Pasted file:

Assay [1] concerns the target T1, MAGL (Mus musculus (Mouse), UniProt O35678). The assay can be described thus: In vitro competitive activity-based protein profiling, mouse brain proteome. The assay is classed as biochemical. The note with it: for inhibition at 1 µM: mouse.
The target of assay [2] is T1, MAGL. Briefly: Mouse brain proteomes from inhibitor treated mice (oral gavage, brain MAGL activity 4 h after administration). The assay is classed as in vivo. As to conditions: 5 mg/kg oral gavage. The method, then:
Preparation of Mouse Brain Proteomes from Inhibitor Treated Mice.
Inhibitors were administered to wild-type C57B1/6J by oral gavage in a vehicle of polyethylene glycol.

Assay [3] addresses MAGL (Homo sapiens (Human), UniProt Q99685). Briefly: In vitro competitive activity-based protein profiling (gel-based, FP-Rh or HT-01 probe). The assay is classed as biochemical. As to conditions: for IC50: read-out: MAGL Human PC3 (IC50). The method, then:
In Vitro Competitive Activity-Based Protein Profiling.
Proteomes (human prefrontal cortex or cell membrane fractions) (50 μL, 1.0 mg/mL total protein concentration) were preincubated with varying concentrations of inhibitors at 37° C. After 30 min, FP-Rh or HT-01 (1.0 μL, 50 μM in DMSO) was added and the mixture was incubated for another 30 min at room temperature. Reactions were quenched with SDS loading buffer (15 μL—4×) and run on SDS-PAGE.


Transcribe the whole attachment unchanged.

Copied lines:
Assay [1] concerns the target T1, MAGL (Mus musculus (Mouse), UniProt O35678). The assay can be described thus: In vitro competitive activity-based protein profiling, mouse brain proteome. The assay is classed as biochemical. The note with it: for inhibition at 1 µM: mouse.
The target of assay [2] is T1, MAGL. Briefly: Mouse brain proteomes from inhibitor treated mice (oral gavage, brain MAGL activity 4 h after administration). The assay is classed as in vivo. As to conditions: 5 mg/kg oral gavage. The method, then:
Preparation of Mouse Brain Proteomes from Inhibitor Treated Mice.
Inhibitors were administered to wild-type C57B1/6J by oral gavage in a vehicle of polyethylene glycol.

Assay [3] addresses MAGL (Homo sapiens (Human), UniProt Q99685). Briefly: In vitro competitive activity-based protein profiling (gel-based, FP-Rh or HT-01 probe). The assay is classed as biochemical. As to conditions: for IC50: read-out: MAGL Human PC3 (IC50). The method, then:
In Vitro Competitive Activity-Based Protein Profiling.
Proteomes (human prefrontal cortex or cell membrane fractions) (50 μL, 1.0 mg/mL total protein concentration) were preincubated with varying concentrations of inhibitors at 37° C. After 30 min, FP-Rh or HT-01 (1.0 μL, 50 μM in DMSO) was added and the mixture was incubated for another 30 min at room temperature. Reactions were quenched with SDS loading buffer (15 μL—4×) and run on SDS-PAGE.